This post, and several that follow, veer into fairly trivial territory. Which, I suppose, is relative. To some, all my posts may be trivial, whereas to me none of them are. At least not totally, although some are less con carne than others. As it turns out, this week I’m serving salads.
More accurately, cleaning out my closet or, even more accurately, collection of — not even half, but — lightly baked post ideas. I’m one who jots down thoughts in case they grow into something interesting. Some do, but others never grow much beyond the seed.
Case in point: the difference, if any, between aspects and properties.
How real is Sherlock Holmes, and what is the nature of his reality? On the one hand, Holmes is a fictional character from writer Sir Arthur Conan Doyle, but on the other there is a Canon of 56 short stories and four novels defining that character. It’s hard to deny at least some reality to something so well defined.
Others have extended the concept of Holmes far beyond the original in books, movies, TV shows, and more. The original texts are in the public domain, so there is considerable freedom to explore the idea of a crime-solving duo comprised of a brainy detective plus a faithful sidekick.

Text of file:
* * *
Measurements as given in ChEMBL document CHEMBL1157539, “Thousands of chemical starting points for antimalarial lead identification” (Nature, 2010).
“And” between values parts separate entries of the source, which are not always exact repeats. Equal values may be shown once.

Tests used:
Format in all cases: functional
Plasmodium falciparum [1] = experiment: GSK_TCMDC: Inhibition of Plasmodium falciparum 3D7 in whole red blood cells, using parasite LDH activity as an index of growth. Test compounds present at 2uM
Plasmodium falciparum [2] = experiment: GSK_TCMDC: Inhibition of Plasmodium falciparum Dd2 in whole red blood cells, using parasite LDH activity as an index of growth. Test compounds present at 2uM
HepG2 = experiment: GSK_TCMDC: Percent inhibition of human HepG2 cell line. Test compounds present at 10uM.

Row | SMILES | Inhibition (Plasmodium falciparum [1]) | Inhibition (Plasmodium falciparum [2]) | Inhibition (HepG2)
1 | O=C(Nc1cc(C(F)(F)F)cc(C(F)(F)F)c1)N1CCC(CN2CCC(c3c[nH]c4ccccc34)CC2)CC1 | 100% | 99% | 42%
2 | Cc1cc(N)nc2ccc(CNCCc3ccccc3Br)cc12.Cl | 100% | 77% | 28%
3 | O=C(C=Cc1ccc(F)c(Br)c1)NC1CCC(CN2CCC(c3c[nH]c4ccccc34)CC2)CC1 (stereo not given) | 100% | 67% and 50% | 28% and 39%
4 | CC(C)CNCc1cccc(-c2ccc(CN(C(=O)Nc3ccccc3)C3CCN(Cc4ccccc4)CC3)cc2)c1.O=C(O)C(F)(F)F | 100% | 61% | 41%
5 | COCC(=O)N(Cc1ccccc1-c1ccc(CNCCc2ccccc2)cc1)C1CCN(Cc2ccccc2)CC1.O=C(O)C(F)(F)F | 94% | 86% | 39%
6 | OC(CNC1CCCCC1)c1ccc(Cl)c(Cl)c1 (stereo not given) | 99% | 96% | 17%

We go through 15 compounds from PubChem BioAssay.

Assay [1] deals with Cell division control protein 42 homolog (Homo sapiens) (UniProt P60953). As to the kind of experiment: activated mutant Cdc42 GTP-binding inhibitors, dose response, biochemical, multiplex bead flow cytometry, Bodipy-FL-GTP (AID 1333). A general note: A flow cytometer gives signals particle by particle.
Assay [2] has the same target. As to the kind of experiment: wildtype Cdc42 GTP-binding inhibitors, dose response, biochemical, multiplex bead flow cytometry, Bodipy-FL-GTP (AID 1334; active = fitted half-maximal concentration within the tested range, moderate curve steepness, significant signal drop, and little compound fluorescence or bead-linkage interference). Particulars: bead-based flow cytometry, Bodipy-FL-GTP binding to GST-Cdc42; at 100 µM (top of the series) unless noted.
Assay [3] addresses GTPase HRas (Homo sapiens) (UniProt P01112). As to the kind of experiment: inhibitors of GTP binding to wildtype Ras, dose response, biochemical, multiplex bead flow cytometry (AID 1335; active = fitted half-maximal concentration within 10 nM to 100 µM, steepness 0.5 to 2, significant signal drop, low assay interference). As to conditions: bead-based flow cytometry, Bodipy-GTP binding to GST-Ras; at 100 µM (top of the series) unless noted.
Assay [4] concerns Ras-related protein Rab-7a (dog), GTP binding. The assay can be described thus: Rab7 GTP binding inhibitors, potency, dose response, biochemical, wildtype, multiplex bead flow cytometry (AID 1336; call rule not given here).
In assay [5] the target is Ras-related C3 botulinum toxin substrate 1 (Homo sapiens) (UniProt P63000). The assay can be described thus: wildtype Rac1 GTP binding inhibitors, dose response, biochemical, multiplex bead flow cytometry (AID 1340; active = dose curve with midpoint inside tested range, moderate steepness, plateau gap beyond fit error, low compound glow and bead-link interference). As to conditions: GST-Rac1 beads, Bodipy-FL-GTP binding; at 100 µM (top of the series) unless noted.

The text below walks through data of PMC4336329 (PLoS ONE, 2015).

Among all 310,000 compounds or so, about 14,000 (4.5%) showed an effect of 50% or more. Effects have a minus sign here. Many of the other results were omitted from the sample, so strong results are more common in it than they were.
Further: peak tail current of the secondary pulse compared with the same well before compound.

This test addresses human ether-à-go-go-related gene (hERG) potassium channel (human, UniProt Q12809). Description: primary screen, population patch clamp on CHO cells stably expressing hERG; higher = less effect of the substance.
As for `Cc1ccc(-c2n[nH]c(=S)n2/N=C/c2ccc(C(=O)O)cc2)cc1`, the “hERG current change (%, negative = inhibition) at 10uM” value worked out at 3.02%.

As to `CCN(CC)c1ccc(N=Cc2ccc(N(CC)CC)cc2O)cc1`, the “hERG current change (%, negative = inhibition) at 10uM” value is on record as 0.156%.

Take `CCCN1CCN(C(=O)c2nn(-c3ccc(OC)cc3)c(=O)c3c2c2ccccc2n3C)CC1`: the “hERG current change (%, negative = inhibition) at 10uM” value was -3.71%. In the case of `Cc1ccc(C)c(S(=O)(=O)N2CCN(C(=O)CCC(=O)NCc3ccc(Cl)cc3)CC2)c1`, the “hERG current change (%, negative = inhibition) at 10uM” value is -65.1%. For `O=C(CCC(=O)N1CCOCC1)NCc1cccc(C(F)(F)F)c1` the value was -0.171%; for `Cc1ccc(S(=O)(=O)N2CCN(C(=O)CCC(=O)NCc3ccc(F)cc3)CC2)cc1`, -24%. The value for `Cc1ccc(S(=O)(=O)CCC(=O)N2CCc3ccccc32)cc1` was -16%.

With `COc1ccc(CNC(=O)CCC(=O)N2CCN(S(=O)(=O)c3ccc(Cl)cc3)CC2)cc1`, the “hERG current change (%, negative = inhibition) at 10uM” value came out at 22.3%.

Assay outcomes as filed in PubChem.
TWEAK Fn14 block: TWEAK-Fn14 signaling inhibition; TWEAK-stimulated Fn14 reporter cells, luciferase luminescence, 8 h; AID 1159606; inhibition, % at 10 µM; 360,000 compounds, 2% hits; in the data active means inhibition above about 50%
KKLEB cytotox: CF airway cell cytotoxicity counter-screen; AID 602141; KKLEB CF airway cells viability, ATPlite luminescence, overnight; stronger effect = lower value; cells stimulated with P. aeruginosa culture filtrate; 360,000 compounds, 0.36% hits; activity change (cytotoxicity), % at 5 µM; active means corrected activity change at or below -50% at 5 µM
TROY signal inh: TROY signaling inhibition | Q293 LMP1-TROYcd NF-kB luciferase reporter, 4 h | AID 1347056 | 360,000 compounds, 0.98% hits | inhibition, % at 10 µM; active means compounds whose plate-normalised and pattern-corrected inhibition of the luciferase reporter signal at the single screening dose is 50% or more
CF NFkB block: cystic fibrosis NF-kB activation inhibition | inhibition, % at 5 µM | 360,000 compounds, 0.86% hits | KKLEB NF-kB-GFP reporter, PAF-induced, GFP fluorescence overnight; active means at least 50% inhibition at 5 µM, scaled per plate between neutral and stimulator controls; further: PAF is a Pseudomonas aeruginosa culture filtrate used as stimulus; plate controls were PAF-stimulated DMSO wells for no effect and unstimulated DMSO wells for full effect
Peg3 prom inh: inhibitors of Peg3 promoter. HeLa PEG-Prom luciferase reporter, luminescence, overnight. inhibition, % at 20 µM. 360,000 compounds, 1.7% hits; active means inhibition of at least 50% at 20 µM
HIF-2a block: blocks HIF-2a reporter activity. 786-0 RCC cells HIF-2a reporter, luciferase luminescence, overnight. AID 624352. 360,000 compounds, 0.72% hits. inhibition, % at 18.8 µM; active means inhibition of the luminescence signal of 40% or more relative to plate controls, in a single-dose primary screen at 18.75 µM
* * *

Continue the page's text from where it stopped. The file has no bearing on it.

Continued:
As a result Holmes has a well-defined center and very fuzzy boundaries!
Venus emerging from the sea.
I’ve been thinking about emergence. That things emerge seems clear, but a question involves the precise nature of exactly what emerges. The more I think about it, the more I think it may amount to word slicing. Things do emerge. Whether or not we call them truly “new” seems definitional.
There is a common distinction made between weak and strong emergence (alternately epistemological and ontological emergence, respectively). Some reject the distinction, and I find myself leaning that way. I think — at least under physicalism — there really is only weak (epistemological) emergence.
But I also think it amounts to strong (ontological) emergence.